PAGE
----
Prevalent as bird imagery is in the ritual traditions of eastern North America, the bony remains of birds are relatively sparse in archaeological deposits and when present are typically viewed as subsistence remains. A first-millennium ad civic-ceremonial centre on the northern Gulf Coast of Florida contains large pits with bird bones amid abundant fish bone and other taxa. The avian remains are dominated by elements of juvenile white ibises, birds that were taken from offshore rookeries at the time of summer solstices. The pits into which they were deposited were emplaced on a relict dune with solstice orientations. The timing and siting of solstice feasts at this particular centre invites discussion of world-renewal rituality and the significance of birds in not only the timing of these events but also possibly as agents of balance and rejuvenation.
This article explores the archaeology of place and memory from the standpoint of research on large cemeteries of chamber tombs cut out of the rock in southern Sicily. Burials of this kind were integral to the configuration of major settlements dating from the Early Bronze Age to the Iron Age (c. 2200–600 bc) and are a distinctive feature of Sicilian cultural landscapes. Rock-cut tombs at the four key sites of Castelluccio, Thapsos, Pantalica and Cassibile, representing successive phases of the Bronze and Iron Ages, are discussed in relation to terrain and layout. One aim is to identify recurrent principles of spatial organization, while drawing attention to settlements as structured environments with complex ritual geographies. Changes in tomb form are discussed with reference to variations in funerary practices over time. I conclude that cultural traditions in this region were sustained in part by the prominence of funerary architecture and by re-engagement with older sites in later periods through acts of re-use and remembrance.
The global distribution of cowrie shells (Monetaria annulus and Monetaria moneta) attests to their exchange over long distances and their value in diverse cultural contexts. In addition to their commodification, cowries functioned as adornment, ritual, art and in the elaboration of both living and ancestral beings in many settings through time. Examining the circulation and usage of cowries in these different contexts facilitates an exploration of the ways in which a global commodity may carry, lose and acquire value. An ethnographic review of cowrie use in the hitherto overlooked context of southern Africa suggests that particular qualities of the shell imbued it with culturally specific value. It is suggested that cowries, as part of divination sets, were active in divination because of their white colour and their origin in the (maritime) ancestral realm that anchored divination in notions of ancestry, fertility and healing. Furthermore, in certain contexts, cowries were conceived of as animate objects, metonymically active in ‘cooling’ and healing. These observations, set within a broader discussion relating to archaeological approaches to the accumulation of value, indicate the importance of exploring alternative ontologies in the biographies of global commodities, and reveal the potential of a biographical ontology of the ‘ancestral’.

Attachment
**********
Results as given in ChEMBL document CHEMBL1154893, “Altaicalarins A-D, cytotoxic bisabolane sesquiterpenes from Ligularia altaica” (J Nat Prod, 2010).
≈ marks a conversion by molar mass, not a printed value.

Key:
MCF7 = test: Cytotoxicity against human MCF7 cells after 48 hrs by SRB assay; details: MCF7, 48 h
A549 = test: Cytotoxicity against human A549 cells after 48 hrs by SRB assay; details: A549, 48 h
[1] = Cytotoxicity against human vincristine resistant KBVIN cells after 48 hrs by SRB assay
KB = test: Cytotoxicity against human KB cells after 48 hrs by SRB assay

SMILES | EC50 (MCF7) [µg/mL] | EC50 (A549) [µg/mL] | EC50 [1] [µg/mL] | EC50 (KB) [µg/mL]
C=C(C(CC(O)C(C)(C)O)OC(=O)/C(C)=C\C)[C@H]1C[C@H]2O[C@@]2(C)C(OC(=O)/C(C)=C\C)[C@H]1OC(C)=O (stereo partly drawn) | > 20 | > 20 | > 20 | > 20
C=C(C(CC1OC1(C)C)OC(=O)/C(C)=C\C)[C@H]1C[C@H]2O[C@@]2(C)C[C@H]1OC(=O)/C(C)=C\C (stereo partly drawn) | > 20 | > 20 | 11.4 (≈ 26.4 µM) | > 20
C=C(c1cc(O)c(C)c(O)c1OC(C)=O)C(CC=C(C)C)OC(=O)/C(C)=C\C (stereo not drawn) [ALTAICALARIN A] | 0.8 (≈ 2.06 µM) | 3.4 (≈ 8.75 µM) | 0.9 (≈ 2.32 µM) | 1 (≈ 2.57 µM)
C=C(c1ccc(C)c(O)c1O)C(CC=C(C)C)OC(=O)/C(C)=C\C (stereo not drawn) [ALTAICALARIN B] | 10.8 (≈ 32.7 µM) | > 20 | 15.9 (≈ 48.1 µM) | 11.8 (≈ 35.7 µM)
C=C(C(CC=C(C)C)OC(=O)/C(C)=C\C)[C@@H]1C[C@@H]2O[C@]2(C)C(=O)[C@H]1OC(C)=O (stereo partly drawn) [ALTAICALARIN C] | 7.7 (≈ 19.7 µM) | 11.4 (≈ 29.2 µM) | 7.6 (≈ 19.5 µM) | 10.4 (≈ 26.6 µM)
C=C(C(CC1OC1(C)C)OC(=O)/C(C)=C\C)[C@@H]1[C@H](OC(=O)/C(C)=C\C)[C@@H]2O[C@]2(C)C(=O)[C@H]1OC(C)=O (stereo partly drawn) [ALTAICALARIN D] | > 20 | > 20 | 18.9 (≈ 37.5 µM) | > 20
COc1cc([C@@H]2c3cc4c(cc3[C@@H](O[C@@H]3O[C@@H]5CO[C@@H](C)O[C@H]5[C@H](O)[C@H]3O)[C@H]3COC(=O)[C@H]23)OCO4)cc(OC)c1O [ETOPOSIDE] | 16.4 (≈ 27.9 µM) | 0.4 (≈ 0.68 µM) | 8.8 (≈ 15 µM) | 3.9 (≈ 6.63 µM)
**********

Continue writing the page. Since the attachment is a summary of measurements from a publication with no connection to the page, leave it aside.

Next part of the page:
In this paper, we seek to explore the ways in which landscapes become venues not only for manipulations of the past in a present, but also for shaping possible futures. Considerations of temporality and being in the landscape have been more strongly focused on the past and social memory than the future, anticipation and projectivity, but these are vital considerations if we are to preserve the possibility that past people imagined alternative futures. A fruitful archaeological context for an exploration of past futures can be found in the choices people made during the late Iron Age and Roman period in Britain, which has an increasingly rich and high-resolution material record for complex changes and continuities during a period of cultural interactions and imperial power dynamics. More specifically, recent research into the architectural and material practices evident on rural settlement sites and across landscapes forces us to challenge preconceptions about the reactive/reactionary culture of rural societies. Case-studies from Kent and the West Country will be deployed to develop the argument that in the materializing of time, the future has a very significant part to play.
The site of Göbekli Tepe in southeastern Turkey keeps fascinating archaeologists as it is being exposed. The excavation since 1995 has been accompanied by a lively discussion about the meaning and implications of its remarkable early Neolithic megalithic architecture, unprecedented in its monumentality, complexity and symbolic content. The building history and the chronological relations between the different structures (enclosures), however, remain in many ways a challenge and open to further analysis. The study presented here is an attempt to contribute in this direction by applying a preliminary architectural formal analysis in order to reconstruct aspects of the architectural design processes involved in the construction of the monumental enclosures. This is done under the premise that such investigation would shed light on the chaîne opératoire of the enclosures' construction and their history, thus enabling a fresh look as well as an evaluation of past suggestions regarding these structures and the people who built them. Indeed, the results of the analysis brought to light an underlying geometric pattern which offers a new understanding of the assemblage of architectural remains indicating that three of the stone-built large enclosures were planned and initially built as a single project.